By its very nature, graffiti is an ephemeral art form. From the moment it's signed, the makers of street art face a countdown until their work is painted over, washed off, sprayed down the drain or marked over by the work of another artist. Whether it's the mark of a local tagger or a political masterpiece by Banksy, street art is perhaps the most impermanent artwork there is.
That's where Google comes in.
Google Art Project's Street Art has doubled its online archive of street art around the world to nearly 10,000 works. The project, which utilizes Google Street View to capture short-lived works of guerrilla art on five continents, allows for admirers around the world to appreciate pieces of highly localized artworks. Google's Street Art also pinpoints the exact location of street art for in-person admiration.
The stated aim of the street art is similar to that of museums around the world: the preservation of important works of art. While Monet's water lilies and Lichtenstein's crying women are being saved for public view from inadequate restoration and covetous collectors, the street art being preserved by Google is being saved from much more literal destruction. In late 2013, 5 Pointz, an abandoned factory building in Long Island City that was considered the mecca of graffiti, was painted over before being demolished to make way for luxury condominiums.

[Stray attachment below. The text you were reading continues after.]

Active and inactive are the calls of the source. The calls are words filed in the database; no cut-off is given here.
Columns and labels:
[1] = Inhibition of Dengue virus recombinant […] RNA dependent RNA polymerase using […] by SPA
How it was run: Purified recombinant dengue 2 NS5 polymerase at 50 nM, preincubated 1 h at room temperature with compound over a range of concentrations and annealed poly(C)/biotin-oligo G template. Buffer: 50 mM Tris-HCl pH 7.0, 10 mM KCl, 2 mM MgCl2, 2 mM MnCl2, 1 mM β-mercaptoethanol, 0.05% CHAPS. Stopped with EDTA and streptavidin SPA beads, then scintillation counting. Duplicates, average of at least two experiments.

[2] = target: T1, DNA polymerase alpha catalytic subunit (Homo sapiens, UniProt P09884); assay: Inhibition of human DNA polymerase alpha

The project even allows for your own curation. Google Street Art allows users to create collections of their own, both for public display or for personal inspiration. Below, a sample of some of the most popular works of guerrilla art saved by Google from ignominious ends at the hands of municipal sanitation workers.
It's a beautiful project — and an important one. Graffiti is likely the first art form ever created. In a world where our eyes and ears are constantly besieged by an involuntary influx of advertising and corporate communication, street art invades our viewspace with no ulterior motive beyond being appreciated. Graffiti is the ultimate expression of the democratization of artwork — a powerful platform for political expression that reaches the public where they are every day.
You can view the rest of the exhibitions here.